it('should add an item', ()=>{
    //...
  })
  it('should delete an item', ()=>{
    //...
  })
  it('should mark item as complete', ()=>{
    //...
  })
})

Note how it matches our checklist and the screenshot above. Then we'll group the "Testing DOM manipulation" tests into another describe group.

Now lets start tackeling each test.

Should add an item test and implementation

The todo list is going to be an object, it will then have methods as part of its prototype to modify the todo list.

In ToDoSpec.js we'll start the first test.

describe('Testing the functionality, this is the checklist', ()=>{
  it('should add an item', ()=>{
    let todo = new ToDo();
    let item = {
     title: "get milk",
     complete: false
   }
    const done = todo.addTodo(item)
    expect(todo.getItems().length).toBe(1);
  })
})

For the first test, we try to create an instance of ToDo() object, then pass a hard coded (fake list) item object to todo.addTodo, then the most important part: we check if it worked, by checking if our item is correctly stored. In plain English, we are asking Jasmine to "expect" todo.getItems().length to return the length of the items array, and for it to be 1 (since) we just added one item in an otherwise empty array (at this point we do not care if it's an array, but that's what it will be).

Open SpecRunner.html in the browser. We'll obviously get an error. It will say "ToDo is not defined".

Let's pass that test

In ToDoSpec.js we are trying to test the production code which will be stored in ToDo.js. So open that file and let's try to fix the errors in the test.

The first thing the test tries to do is instantiate ToDo object. Create that then refresh the SpecRunner.html in the browser

function ToDo(){
  this.todo = [];
}

Now the ToDoSpec.js tries to run todo.addTodo, which does not exist.

Lets write the entire code we need to pass the test:

function ToDo(){
  this.todo = [];
}
ToDo.prototype.addTodo= function(item){
  this.todo.push(item)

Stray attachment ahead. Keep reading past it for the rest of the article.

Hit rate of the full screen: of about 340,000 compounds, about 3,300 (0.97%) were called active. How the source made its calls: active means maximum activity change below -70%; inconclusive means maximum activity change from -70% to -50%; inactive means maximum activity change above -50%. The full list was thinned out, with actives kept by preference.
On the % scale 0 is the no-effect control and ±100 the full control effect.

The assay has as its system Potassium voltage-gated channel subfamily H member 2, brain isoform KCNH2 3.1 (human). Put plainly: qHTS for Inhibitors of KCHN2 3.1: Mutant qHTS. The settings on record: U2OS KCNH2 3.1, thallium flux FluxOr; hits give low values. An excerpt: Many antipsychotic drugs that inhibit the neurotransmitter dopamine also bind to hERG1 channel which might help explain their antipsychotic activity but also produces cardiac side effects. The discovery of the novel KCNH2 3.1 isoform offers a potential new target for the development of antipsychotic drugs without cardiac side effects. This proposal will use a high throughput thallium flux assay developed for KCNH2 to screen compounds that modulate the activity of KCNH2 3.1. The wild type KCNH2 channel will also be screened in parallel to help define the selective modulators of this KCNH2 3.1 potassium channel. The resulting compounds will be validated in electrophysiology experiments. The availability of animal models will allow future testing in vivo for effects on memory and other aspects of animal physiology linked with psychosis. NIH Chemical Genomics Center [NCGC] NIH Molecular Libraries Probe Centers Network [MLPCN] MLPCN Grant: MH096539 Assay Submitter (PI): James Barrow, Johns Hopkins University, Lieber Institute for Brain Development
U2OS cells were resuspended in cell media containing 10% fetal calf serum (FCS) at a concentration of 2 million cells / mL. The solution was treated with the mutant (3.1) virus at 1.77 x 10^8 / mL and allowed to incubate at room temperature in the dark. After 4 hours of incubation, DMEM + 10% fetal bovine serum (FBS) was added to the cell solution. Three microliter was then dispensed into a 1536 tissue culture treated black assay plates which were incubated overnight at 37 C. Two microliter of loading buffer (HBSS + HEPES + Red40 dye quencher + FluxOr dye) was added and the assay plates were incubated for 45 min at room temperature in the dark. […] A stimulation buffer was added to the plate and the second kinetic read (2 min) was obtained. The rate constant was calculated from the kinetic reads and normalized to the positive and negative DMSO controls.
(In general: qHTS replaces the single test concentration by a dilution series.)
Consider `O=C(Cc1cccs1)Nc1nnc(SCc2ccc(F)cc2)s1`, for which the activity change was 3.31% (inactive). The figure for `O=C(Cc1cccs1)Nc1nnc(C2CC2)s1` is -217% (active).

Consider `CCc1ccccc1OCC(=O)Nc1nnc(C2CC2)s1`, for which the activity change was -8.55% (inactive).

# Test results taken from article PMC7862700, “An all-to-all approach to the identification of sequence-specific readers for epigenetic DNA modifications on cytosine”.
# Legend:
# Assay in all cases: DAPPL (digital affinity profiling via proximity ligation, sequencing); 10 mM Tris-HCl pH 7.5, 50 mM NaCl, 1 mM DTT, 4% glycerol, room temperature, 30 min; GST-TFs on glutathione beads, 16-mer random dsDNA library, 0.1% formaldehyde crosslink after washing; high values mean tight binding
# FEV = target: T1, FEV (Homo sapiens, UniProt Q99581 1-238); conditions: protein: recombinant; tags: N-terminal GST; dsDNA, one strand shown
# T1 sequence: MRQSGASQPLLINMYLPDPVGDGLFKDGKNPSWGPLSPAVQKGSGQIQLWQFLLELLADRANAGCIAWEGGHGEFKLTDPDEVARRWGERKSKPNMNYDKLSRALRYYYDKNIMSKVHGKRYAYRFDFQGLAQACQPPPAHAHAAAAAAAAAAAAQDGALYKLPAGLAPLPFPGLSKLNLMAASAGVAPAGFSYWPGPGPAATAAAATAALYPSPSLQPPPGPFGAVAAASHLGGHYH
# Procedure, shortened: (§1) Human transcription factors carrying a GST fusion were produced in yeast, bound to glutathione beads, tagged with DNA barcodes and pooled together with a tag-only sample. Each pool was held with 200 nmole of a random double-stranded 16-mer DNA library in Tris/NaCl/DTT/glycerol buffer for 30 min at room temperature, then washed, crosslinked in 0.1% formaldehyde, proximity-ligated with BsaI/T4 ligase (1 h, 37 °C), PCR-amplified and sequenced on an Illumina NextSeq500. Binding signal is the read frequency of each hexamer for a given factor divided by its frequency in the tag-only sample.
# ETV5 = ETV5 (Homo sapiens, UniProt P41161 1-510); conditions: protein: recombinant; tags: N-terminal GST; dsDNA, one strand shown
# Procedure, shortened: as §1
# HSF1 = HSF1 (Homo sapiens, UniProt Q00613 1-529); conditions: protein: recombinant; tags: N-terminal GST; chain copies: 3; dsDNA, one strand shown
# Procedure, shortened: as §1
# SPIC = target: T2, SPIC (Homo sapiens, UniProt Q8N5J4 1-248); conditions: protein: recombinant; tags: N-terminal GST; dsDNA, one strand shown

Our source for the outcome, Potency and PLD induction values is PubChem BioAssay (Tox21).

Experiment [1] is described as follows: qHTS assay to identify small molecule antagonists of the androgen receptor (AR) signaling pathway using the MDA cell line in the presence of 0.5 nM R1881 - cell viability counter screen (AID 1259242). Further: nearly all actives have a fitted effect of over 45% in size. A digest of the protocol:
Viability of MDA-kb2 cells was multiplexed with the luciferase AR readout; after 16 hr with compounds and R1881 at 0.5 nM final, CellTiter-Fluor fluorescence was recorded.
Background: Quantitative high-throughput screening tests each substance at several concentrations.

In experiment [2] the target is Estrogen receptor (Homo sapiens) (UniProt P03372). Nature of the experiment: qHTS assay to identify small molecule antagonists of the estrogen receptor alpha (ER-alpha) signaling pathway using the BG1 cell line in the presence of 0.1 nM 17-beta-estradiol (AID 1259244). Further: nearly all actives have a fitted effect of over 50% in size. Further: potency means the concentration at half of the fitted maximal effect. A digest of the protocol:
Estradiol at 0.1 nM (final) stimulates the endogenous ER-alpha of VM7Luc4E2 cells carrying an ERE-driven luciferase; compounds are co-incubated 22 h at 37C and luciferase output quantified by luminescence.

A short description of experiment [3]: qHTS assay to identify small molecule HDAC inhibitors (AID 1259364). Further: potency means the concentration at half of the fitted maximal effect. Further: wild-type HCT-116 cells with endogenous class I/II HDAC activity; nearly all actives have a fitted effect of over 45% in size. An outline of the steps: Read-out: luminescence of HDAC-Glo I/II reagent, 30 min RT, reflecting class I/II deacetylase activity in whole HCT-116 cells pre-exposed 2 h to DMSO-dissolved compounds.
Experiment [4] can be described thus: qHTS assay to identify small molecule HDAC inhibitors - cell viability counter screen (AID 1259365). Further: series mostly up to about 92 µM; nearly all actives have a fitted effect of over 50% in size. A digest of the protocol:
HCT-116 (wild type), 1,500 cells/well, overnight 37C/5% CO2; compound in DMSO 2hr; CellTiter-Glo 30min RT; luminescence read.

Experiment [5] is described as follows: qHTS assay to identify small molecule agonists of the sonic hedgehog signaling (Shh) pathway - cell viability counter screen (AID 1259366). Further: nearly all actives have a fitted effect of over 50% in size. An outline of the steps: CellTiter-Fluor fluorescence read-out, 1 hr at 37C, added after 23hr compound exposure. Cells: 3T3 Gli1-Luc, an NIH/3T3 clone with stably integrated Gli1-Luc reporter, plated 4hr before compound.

}
ToDo.prototype.getItems= function(){
  return this.todo
}

That passes the test. We have the addTodo, getItems methods (otherwise known as getter and setters).

Should delete an item test and implementation

The implementation of each test and functionality will follow the same pattern, we create the test then the method which passes the test

  it('should delete an item', ()=>{
    let todo = new ToDo();
    let item = {
      id: 1,
      title: "get milk 1",
      complete: false
     }
     let item2 = {
      id: 2,
      title: "get milk 2",
      complete: false
     }
     todo.addTodo(item)
     todo.addTodo(item2)
    todo.delete(2)
    expect(todo.getItems()[todo.getItems().length-1].id).toBe(1);
  })

To test the delete feature, we need to add an item, then be able to delete it. We are adding two items to test that the delete method is actually deleting the one we want.

We now need to create the delete method over at ToDo.js

ToDo.prototype.delete = function(id){
 this.todo =  this.todo.filter(item => item.id !== id)
}

As we planned in the test, we filter through the items and remove items that don't have the id which is passed.

Should mark item as complete test and implementation

We want to be able to change the property of complete from false to true. Again, to be sure that it's done right I'm adding to items and trying to change one of them to complete(the more I think about it, the less I think it's required but it makes mee feel safe that it actually works).

  it('should mark item as complete', function(){
    let todo = new ToDo();
    let item = {
      id: 1,
      title: "get milk 1",
      complete: false
     }
     let item2 = {
      id: 2,